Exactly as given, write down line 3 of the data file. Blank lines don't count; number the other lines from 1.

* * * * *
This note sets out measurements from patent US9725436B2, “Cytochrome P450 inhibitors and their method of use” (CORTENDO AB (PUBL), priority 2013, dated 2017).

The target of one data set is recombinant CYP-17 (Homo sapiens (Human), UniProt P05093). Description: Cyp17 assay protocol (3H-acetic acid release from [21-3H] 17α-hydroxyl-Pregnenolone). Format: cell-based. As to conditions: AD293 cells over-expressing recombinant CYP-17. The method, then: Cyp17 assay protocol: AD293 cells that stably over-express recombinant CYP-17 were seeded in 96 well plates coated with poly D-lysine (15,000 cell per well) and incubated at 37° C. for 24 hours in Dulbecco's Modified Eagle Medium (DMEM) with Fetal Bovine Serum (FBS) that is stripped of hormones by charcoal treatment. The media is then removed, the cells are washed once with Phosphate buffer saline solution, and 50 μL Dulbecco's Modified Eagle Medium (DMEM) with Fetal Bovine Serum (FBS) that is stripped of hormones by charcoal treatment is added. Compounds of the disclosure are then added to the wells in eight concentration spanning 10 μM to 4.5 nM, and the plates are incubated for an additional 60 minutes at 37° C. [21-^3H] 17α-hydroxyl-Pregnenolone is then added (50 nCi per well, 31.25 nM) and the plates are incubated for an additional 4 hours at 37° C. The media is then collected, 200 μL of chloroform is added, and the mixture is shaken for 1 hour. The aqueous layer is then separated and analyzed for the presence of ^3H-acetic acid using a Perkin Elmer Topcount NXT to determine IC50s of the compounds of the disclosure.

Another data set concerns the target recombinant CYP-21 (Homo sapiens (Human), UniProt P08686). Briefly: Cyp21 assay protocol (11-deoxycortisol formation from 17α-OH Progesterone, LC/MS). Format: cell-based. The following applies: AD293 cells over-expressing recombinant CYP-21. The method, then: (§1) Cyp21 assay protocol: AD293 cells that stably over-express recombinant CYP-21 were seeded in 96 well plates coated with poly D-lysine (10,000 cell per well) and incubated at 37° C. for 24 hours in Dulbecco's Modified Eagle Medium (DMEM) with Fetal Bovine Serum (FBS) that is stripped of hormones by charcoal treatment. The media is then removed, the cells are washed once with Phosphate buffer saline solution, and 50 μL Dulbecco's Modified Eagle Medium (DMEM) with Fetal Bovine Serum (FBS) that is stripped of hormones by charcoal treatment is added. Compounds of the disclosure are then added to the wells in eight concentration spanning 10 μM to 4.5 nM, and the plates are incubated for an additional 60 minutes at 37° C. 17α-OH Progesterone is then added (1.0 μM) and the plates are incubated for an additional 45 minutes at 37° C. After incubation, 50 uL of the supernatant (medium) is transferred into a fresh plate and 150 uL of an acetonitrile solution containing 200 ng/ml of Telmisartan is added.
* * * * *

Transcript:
Another data set concerns the target recombinant CYP-21 (Homo sapiens (Human), UniProt P08686). Briefly: Cyp21 assay protocol (11-deoxycortisol formation from 17α-OH Progesterone, LC/MS). Format: cell-based. The following applies: AD293 cells over-expressing recombinant CYP-21. The method, then: (§1) Cyp21 assay protocol: AD293 cells that stably over-express recombinant CYP-21 were seeded in 96 well plates coated with poly D-lysine (10,000 cell per well) and incubated at 37° C. for 24 hours in Dulbecco's Modified Eagle Medium (DMEM) with Fetal Bovine Serum (FBS) that is stripped of hormones by charcoal treatment. The media is then removed, the cells are washed once with Phosphate buffer saline solution, and 50 μL Dulbecco's Modified Eagle Medium (DMEM) with Fetal Bovine Serum (FBS) that is stripped of hormones by charcoal treatment is added. Compounds of the disclosure are then added to the wells in eight concentration spanning 10 μM to 4.5 nM, and the plates are incubated for an additional 60 minutes at 37° C. 17α-OH Progesterone is then added (1.0 μM) and the plates are incubated for an additional 45 minutes at 37° C. After incubation, 50 uL of the supernatant (medium) is transferred into a fresh plate and 150 uL of an acetonitrile solution containing 200 ng/ml of Telmisartan is added.